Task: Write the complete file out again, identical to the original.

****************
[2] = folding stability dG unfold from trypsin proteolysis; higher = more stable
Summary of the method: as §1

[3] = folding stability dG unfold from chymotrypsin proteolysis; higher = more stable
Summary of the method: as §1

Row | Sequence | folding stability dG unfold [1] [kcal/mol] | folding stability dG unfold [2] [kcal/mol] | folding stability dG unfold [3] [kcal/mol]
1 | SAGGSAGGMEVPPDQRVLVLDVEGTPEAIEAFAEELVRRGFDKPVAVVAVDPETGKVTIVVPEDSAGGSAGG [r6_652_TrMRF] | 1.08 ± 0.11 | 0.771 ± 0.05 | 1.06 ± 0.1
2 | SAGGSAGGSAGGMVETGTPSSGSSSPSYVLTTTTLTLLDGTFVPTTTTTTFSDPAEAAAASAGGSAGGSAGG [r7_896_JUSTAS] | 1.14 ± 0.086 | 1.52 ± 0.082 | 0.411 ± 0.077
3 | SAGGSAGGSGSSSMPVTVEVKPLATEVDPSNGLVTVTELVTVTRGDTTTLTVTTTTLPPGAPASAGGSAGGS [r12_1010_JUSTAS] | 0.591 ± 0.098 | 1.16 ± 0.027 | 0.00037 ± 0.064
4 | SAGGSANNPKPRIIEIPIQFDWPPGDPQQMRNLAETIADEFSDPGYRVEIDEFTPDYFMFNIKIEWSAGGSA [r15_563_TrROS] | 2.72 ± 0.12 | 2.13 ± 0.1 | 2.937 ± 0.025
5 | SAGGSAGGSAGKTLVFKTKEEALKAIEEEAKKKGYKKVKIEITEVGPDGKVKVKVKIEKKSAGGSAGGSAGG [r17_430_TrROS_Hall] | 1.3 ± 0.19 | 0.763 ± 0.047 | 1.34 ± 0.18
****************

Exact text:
[2] = folding stability dG unfold from trypsin proteolysis; higher = more stable
Summary of the method: as §1

[3] = folding stability dG unfold from chymotrypsin proteolysis; higher = more stable
Summary of the method: as §1

Row | Sequence | folding stability dG unfold [1] [kcal/mol] | folding stability dG unfold [2] [kcal/mol] | folding stability dG unfold [3] [kcal/mol]
1 | SAGGSAGGMEVPPDQRVLVLDVEGTPEAIEAFAEELVRRGFDKPVAVVAVDPETGKVTIVVPEDSAGGSAGG [r6_652_TrMRF] | 1.08 ± 0.11 | 0.771 ± 0.05 | 1.06 ± 0.1
2 | SAGGSAGGSAGGMVETGTPSSGSSSPSYVLTTTTLTLLDGTFVPTTTTTTFSDPAEAAAASAGGSAGGSAGG [r7_896_JUSTAS] | 1.14 ± 0.086 | 1.52 ± 0.082 | 0.411 ± 0.077
3 | SAGGSAGGSGSSSMPVTVEVKPLATEVDPSNGLVTVTELVTVTRGDTTTLTVTTTTLPPGAPASAGGSAGGS [r12_1010_JUSTAS] | 0.591 ± 0.098 | 1.16 ± 0.027 | 0.00037 ± 0.064
4 | SAGGSANNPKPRIIEIPIQFDWPPGDPQQMRNLAETIADEFSDPGYRVEIDEFTPDYFMFNIKIEWSAGGSA [r15_563_TrROS] | 2.72 ± 0.12 | 2.13 ± 0.1 | 2.937 ± 0.025
5 | SAGGSAGGSAGKTLVFKTKEEALKAIEEEAKKKGYKKVKIEITEVGPDGKVKVKVKIEKKSAGGSAGGSAGG [r17_430_TrROS_Hall] | 1.3 ± 0.19 | 0.763 ± 0.047 | 1.34 ± 0.18